48 Domain 3 Component C Engaging Students in Learning
Elements of Component 3c Activities and assignments Grouping of students Instructional materials and resources Structure and pacing

49 Other Educational Efforts that Focus on Engagement
Personalized Learning Instruction is customized to individual learning styles and preferences and builds on learner strengths Learning can take place anytime, everywhere utilizing a wide variety of delivery methods Curriculum is dynamic, individually paced and acknowledges learner interests Students are authentically engaged in their education experience; they co-create their own customized learning path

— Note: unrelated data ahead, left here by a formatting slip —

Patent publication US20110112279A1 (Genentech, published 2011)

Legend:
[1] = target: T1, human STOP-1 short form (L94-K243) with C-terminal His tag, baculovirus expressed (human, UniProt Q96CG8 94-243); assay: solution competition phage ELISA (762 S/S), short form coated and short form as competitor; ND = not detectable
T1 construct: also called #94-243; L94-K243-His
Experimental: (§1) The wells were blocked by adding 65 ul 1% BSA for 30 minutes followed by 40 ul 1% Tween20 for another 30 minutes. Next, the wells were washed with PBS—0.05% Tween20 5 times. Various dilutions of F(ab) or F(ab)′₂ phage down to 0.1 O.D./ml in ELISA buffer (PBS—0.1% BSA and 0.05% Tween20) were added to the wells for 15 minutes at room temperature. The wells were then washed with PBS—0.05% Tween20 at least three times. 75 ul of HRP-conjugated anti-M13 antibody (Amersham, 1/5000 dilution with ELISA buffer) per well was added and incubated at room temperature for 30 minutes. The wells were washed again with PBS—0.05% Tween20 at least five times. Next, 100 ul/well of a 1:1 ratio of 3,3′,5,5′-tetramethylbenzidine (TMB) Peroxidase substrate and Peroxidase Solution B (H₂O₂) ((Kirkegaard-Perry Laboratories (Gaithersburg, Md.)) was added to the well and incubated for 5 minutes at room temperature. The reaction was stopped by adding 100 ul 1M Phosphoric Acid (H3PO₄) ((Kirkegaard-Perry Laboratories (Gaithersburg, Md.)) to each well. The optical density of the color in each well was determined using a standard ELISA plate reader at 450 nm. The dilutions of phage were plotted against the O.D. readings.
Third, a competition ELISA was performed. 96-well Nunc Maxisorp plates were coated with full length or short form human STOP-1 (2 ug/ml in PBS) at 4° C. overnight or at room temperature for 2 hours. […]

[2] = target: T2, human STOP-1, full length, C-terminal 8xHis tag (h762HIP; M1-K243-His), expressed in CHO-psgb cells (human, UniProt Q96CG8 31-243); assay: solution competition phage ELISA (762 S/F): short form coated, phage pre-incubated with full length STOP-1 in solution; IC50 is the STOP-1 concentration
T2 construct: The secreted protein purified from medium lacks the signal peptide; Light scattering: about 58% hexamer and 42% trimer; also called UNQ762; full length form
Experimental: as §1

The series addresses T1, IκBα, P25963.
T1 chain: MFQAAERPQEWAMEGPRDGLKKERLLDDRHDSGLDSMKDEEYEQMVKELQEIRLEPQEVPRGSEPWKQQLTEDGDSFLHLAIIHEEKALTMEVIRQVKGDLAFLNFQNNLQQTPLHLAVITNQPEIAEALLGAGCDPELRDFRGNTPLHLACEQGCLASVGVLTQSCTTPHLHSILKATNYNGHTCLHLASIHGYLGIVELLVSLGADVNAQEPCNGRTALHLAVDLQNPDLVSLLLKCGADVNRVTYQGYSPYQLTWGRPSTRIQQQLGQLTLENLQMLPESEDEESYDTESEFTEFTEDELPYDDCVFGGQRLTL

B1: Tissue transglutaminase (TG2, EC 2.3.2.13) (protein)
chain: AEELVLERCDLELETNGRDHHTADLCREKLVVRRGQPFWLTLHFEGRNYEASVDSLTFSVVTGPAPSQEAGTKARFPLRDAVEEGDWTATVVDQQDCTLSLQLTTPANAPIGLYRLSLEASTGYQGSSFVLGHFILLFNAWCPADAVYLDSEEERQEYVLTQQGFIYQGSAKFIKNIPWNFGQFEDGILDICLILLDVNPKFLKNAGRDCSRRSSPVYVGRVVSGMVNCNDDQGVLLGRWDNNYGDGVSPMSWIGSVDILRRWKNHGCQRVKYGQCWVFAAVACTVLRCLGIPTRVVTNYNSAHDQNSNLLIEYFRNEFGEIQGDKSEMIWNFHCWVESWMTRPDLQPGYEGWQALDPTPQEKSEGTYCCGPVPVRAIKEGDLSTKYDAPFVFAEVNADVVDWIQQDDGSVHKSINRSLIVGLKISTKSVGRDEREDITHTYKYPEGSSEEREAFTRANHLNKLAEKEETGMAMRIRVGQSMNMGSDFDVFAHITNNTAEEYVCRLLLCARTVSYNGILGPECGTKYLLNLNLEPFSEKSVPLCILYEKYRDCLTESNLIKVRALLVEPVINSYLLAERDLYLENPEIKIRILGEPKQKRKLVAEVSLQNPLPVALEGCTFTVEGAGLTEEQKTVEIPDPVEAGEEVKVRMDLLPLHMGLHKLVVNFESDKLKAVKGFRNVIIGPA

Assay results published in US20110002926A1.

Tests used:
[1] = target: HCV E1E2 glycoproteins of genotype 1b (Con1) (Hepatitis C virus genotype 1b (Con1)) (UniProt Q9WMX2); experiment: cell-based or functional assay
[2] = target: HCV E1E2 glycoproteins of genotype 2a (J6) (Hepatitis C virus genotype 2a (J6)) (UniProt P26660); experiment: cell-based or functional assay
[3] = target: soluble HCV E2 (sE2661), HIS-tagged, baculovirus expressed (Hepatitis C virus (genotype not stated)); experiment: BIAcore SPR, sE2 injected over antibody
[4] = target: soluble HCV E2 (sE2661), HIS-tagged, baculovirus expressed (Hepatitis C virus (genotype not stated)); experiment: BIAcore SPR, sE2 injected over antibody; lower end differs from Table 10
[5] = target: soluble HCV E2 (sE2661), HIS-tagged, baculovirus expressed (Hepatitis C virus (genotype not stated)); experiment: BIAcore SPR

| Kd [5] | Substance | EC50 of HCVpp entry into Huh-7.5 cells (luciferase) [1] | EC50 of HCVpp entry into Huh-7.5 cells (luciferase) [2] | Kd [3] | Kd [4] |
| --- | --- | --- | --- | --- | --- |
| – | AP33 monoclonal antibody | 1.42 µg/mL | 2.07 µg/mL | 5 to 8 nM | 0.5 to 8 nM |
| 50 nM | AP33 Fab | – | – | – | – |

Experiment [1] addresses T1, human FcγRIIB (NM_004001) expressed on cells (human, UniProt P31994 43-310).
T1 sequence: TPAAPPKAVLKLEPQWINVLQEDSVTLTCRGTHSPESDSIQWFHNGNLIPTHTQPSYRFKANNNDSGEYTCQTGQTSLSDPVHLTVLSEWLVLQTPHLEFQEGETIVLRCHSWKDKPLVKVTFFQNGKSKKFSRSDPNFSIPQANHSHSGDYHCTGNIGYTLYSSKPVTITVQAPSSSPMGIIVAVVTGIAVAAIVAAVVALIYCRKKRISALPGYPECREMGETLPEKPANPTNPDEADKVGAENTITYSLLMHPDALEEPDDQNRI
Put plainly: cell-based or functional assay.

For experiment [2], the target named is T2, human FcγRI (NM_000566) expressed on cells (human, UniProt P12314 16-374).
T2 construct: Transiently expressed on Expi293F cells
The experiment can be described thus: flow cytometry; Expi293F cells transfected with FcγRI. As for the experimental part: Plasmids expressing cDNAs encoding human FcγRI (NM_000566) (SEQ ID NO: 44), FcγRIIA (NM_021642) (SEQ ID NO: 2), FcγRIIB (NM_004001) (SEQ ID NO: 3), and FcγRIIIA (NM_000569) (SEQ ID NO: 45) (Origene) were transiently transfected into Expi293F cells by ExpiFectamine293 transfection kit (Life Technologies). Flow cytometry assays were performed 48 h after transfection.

50 Jeopardy Labs jeopardylabs.com/play/engagement5

51 Universal Design for Learning
What was UDL Today? Illustrate through multiple media (visuals, videos, examples, activities) Activate or supply background knowledge (brief summary of UDL provided) Universal Design for Learning Multiple Means of Representation “Access” Multiple Means of Action & Expression “Assessment” Multiple Means of Engagement “Engagement” Vary the methods for response and navigation (quizzes, think/pair/share, Jeopardy) Provide options for recruiting interest (Use of video, humor, statistics, cultural affirmation)

52 Dana McConnell Jolene Troia
Coordinator of Instructional Supports for Students with Disabilities Wisconsin RtI Center Jolene Troia Education Consultant Wisconsin Department of Public Instruction